I've been doing some reverse engeneering on 32 and 64 bit Windows version of Mathematica 10.4 and that's what I found:

**32 BIT**

It uses a Fowler–Noll–Vo hash function (FNV-1, with multiplication before) with 16777619 as FNV prime and 84696351 as offset basis. This function is applied on Murmur3-32 hashed value of the address of expression's data (MMA uses a pointer in order to keep one instance of each data). The address is eventually resolved to the value - for simple machine integers the value is immediate, for others is a bit trickier. The Murmur3-32 implementing function contains in fact an additional parameter (defaulted with 4, special case making behaving as in Wikipedia) which selects how many bits to choose from the expression struct in input. Since a normal expression is internally represented as an array of pointers, one can take the first, the second etc.. by repeatedly adding 4 (bytes = 32 bit) to the base pointer of the expression. So, passing 8 to the function will give the second pointer, 12 the third and so on. Since internal structs (big integers, machine integers, machine reals, big reals and so on) have different member variables (e.g. a machine integer has only a pointer to int, a complex 2 pointers to numbers etc..), for each expression struct there is a "wrapper" that combine its internal members in one single 32-bit hash (basically with FNV-1 rounds). The simplest expression to hash is an integer.

The `murmur3_32()`

function has 1131470165 as seed, n=0 and other params as in Wikipedia.

So we have:

```
hash_of_number = 16777619 * (84696351 ^ murmur3_32( &number ))
```

with " ^ " meaning XOR.
I really didn't try it - pointers are encoded using `WINAPI EncodePointer()`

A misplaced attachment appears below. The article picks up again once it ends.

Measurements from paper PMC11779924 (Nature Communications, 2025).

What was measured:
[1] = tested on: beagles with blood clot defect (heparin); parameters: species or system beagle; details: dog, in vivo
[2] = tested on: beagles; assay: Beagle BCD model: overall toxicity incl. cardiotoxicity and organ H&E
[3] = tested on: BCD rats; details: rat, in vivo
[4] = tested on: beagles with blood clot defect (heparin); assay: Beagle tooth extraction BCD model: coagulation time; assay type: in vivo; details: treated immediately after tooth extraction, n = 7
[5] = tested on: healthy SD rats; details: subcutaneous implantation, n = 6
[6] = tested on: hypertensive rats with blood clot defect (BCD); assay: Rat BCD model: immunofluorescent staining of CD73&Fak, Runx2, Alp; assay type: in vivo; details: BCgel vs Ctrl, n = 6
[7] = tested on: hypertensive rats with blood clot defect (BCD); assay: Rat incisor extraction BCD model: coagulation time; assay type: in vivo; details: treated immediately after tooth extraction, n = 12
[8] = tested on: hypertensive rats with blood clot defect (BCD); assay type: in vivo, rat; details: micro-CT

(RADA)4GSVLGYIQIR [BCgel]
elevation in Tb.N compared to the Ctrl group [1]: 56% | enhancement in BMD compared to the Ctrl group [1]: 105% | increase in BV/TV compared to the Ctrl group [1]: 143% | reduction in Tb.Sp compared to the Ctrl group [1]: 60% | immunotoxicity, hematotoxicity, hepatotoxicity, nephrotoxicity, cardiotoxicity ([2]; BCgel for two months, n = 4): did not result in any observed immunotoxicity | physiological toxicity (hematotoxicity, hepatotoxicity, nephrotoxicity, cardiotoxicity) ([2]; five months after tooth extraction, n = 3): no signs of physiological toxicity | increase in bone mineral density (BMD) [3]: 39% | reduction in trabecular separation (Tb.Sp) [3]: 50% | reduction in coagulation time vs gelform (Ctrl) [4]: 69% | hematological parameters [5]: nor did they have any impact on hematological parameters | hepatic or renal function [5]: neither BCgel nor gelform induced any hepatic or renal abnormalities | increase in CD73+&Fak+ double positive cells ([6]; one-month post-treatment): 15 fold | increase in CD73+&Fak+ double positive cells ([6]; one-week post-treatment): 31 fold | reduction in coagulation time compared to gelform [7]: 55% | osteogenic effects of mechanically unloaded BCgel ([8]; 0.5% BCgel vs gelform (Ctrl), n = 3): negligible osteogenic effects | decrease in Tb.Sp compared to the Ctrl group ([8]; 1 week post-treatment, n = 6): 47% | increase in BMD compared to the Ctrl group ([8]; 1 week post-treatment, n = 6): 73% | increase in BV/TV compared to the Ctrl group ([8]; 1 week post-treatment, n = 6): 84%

, so they can't be exploited at runtime. (May be worth running in Linux under Wine with a modified version of `EncodePonter`

?)

**64 BIT**

It uses a FNV-1 64 bit hash function with 0xAF63BD4C8601B7DF as offset basis and 0x100000001B3 as FNV prime, along with a SIP64-24 hash (here's the reference code) with the first 64 bit of 0x0AE3F68FE7126BBF76F98EF7F39DE1521 as k0 and the last 64 bit as k1. The function is applied to the base pointer of the expression and resolved internally. As in 32-bit's murmur3, there is an additional parameter (defaulted to 8) to select how many pointers to choose from the input expression struct. For each expression type there is a wrapper to condensate struct members into a single hash by means of FNV-1 64 bit rounds.

For a machine integer, we have:

```
hash_number_64bit = 0x100000001B3 * (0xAF63BD4C8601B7DF ^ SIP64_24( &number ))
```

Again, I didn't really try it. Could anyone try?

**Not for the faint-hearted**

If you take a look at their notes on internal implementation, they say that "Each expression contains a special form of hash code that is used both in pattern matching and evaluation."

The hash code they're referring to is the one generated by these functions - at some point in the normal expression wrapper function there's an assignment that puts the computed hash inside the expression struct itself.

It would certainly be cool to understand HOW they can make use of these hashes for pattern matching purpose. So I had a try running through the bigInteger wrapper to see what happens - that's the simplest compound expression.
It begins checking something that returns 1 - dunno what.
So it executes

```
var1 = 16777619 * (67918732 ^ hashMachineInteger(1));
```

with hashMachineInteger() is what we said before - including values.

Then it reads the length in bytes of the bigInt from the struct (`bignum_length`

) and runs

```
result = 16777619 * (v10 ^ murmur3_32(v6, 4 * v4));
```

Note that `murmur3_32()`

is called if `4 * bignum_length`

is greater than 8 (may be related to the max value of machine integers `$MaxMachineNumber`

`2^32^32`

and by converse to what a bigInt is supposed to be).

So, the final code is

```
if (bignum_length > 8){
result = 16777619 * (16777619 * (67918732 ^ ( 16777619 * (84696351 ^ murmur3_32( 1, 4 )))) ^ murmur3_32( &bignum, 4 * bignum_length ));
}
```

I've made some hypoteses on the properties of this construction. The presence of many XORs and the fact that `16777619 + 67918732 = 84696351`

may make one think that some sort of cyclic structure is exploited to check patterns - i.e. subtracting the offset and dividing by the prime, or something like that. The software Cassandra uses the Murmur hash algorithm for token generation - see these images for what I mean with "cyclic structure". Maybe various primes are used for each expression - must still check.

*Hope it helps*

`Hash[expr]`

and hashing in different versions ofMathematica."